Quality improvements in healthcare

Putting evidence into practice By Karen Parsley and Philomena Corrigan Stanley Thornes 399 pages£22.50

This second edition of a book first published in 1994 provides extensive coverage of approaches to quality improvements, from evidence based practice to strategic planning, and frameworks such as total quality management and patient-focused care.

The authors complain (albeit apologetically) of the headache caused by re-writing just as new NHS policy on quality rained down on them. Readers may well complain (albeit with some secret relief ) that here is a book on healthcare quality with little mention of clinical governance and all the associated palaver.

The first edition was called Quality Improvement in Nursing and Healthcare, and the omission of nursing from the new title emphasises a wish to take a more multi professional approach. But here the authors are caught on the horns of a dilemma.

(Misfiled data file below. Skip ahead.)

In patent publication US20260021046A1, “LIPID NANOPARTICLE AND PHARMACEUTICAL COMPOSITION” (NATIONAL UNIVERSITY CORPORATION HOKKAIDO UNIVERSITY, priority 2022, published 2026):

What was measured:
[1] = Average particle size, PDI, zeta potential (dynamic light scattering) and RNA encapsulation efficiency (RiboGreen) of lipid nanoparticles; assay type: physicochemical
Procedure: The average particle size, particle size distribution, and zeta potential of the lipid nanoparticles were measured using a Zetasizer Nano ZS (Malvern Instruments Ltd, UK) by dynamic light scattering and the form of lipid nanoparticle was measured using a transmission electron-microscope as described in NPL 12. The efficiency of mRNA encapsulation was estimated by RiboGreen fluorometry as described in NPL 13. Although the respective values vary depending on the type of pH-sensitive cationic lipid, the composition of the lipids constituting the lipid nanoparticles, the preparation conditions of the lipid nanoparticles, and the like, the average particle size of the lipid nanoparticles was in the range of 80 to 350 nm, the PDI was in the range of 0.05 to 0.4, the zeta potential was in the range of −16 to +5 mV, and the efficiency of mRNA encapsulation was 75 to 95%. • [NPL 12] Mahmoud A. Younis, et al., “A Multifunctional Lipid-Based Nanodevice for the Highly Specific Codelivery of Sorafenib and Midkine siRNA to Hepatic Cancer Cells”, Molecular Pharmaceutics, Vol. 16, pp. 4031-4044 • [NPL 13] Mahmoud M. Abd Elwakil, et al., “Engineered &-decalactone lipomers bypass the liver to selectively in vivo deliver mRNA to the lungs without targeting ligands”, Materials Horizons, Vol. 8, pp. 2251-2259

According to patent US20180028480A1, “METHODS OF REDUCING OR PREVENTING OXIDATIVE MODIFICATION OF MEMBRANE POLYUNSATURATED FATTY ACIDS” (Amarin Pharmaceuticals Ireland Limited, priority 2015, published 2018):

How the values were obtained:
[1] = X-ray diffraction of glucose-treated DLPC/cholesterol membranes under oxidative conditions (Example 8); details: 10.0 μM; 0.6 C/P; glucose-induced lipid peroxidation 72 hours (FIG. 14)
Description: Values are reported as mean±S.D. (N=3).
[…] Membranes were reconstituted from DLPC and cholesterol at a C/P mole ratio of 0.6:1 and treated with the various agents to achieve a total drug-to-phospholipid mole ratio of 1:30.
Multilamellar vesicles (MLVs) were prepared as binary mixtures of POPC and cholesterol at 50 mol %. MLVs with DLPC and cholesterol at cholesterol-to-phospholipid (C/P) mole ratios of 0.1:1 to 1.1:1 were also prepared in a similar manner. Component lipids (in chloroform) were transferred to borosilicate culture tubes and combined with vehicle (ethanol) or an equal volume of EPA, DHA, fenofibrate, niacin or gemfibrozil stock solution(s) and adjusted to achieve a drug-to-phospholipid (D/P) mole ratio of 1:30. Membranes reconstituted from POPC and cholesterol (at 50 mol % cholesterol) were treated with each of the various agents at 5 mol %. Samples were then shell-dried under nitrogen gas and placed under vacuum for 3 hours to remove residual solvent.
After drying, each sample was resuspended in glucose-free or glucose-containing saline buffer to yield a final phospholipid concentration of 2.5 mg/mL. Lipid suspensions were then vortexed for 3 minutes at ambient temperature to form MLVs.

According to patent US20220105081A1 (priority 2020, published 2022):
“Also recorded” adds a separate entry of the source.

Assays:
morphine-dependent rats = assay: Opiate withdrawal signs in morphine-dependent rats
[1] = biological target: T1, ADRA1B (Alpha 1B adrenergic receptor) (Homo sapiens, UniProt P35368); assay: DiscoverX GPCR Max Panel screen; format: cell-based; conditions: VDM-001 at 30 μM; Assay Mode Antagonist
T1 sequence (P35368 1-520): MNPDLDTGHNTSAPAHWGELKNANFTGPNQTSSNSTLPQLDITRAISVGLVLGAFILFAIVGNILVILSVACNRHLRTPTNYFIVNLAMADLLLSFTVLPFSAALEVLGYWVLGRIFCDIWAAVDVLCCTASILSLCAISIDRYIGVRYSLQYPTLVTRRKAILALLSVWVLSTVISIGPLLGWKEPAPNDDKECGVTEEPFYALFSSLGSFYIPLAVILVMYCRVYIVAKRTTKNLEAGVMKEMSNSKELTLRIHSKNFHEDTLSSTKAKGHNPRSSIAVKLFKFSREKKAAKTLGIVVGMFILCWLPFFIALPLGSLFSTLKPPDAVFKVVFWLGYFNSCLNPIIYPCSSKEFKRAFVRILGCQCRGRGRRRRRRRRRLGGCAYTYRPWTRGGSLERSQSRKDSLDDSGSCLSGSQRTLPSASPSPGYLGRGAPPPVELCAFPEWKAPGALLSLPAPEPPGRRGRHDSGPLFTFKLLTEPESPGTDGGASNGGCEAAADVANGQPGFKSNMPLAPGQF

The strength of their work is the use of personal experience and case studies to get into the nitty-gritty.

But the development of a nursing strategy may not excite readers from other professions, for example.

The poor timing of publication is a central weakness.

The chapter on determining best practice provides information on a number of initiatives such as the NHS Centre for Reviews and Dissemination, the National Centre for Clinical Audit, or the National Confidential Enquiries, yet fails to mention the National Institute for Clinical Excellence.

As a reference book this text is rich and useful but its glaring flaw is being out of date on important developments even before publication.

Steve Dewar Fellow, effective practice programme, King's Fund.